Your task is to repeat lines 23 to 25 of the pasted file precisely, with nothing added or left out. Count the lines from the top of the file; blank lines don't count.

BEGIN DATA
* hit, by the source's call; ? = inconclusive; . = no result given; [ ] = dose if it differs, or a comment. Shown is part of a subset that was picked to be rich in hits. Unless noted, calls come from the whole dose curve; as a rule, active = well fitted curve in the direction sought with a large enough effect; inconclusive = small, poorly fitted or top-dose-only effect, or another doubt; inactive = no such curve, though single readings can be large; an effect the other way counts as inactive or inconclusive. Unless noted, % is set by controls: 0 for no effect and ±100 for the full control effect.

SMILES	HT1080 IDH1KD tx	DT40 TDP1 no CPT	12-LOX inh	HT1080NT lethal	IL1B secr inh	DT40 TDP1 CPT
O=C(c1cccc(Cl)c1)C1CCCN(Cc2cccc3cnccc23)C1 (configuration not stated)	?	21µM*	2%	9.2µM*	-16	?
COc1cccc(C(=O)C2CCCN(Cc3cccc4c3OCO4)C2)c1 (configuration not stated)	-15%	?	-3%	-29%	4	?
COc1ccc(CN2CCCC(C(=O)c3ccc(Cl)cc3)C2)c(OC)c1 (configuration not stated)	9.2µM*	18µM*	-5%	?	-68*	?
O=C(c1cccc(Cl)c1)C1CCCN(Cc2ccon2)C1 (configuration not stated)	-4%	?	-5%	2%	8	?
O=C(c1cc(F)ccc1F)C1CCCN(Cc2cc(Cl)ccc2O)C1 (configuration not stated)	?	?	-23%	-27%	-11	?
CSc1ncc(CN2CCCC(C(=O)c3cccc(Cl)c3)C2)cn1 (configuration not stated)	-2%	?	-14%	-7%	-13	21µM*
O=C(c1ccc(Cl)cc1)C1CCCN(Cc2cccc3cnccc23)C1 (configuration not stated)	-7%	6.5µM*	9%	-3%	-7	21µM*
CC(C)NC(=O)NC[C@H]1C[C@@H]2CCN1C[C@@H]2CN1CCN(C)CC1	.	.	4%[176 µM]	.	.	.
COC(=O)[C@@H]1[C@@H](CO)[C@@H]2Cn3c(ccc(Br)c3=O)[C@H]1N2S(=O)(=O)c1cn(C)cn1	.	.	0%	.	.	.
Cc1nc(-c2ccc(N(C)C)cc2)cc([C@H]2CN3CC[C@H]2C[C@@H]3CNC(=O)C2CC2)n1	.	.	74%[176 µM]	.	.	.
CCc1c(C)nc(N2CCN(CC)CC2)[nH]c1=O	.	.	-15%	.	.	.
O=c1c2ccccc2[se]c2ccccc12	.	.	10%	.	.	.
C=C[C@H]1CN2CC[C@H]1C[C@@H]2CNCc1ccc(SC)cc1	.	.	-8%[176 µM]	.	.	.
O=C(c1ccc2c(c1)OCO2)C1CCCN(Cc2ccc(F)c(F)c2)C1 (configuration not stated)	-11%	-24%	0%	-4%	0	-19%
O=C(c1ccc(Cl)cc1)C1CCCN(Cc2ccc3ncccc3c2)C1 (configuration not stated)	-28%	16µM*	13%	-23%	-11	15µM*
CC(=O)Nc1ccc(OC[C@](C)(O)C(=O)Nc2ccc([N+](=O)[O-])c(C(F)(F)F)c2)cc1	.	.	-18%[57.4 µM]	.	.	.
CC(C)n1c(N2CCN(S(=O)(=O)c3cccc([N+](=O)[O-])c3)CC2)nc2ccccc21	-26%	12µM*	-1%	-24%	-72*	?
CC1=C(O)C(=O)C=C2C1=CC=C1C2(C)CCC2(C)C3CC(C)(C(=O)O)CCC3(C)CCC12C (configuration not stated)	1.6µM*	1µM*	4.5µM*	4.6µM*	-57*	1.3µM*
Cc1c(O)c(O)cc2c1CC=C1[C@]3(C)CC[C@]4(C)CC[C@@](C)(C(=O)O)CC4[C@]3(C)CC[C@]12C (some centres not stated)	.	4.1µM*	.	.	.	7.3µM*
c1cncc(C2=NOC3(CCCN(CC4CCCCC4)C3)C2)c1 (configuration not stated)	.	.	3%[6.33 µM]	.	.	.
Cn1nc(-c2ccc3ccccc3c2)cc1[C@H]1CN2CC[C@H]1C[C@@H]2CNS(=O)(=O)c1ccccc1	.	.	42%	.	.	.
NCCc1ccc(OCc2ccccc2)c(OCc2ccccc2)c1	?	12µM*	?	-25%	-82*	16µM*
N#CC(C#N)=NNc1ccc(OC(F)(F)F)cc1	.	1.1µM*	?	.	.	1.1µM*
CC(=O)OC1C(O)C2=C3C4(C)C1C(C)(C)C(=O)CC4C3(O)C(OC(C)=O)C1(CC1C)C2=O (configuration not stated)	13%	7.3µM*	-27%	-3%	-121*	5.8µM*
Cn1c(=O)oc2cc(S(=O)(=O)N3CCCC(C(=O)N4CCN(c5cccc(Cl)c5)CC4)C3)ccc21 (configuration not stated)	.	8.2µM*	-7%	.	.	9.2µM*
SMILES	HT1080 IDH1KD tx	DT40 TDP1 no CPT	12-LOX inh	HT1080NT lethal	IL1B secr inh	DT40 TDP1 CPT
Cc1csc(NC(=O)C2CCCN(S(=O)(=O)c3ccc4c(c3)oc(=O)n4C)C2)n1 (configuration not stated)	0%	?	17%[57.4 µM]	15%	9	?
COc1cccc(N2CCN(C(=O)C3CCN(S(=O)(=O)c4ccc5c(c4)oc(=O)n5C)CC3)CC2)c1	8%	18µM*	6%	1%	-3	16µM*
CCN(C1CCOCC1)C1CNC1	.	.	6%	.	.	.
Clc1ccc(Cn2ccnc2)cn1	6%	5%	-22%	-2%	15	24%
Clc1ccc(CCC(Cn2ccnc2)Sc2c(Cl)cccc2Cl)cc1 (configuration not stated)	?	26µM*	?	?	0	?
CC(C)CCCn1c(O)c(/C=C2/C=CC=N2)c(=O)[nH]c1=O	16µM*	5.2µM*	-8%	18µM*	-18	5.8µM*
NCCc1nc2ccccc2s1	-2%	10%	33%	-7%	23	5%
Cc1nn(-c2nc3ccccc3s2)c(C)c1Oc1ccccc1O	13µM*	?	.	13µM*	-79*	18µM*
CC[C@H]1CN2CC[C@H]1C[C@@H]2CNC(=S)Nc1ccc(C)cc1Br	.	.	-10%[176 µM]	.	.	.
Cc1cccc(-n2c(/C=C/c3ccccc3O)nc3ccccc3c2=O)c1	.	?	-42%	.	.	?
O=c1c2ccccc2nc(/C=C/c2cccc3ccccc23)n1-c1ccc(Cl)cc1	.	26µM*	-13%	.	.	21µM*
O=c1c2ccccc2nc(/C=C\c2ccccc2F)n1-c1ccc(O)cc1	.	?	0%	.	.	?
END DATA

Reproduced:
Cn1nc(-c2ccc3ccccc3c2)cc1[C@H]1CN2CC[C@H]1C[C@@H]2CNS(=O)(=O)c1ccccc1	.	.	42%	.	.	.
NCCc1ccc(OCc2ccccc2)c(OCc2ccccc2)c1	?	12µM*	?	-25%	-82*	16µM*
N#CC(C#N)=NNc1ccc(OC(F)(F)F)cc1	.	1.1µM*	?	.	.	1.1µM*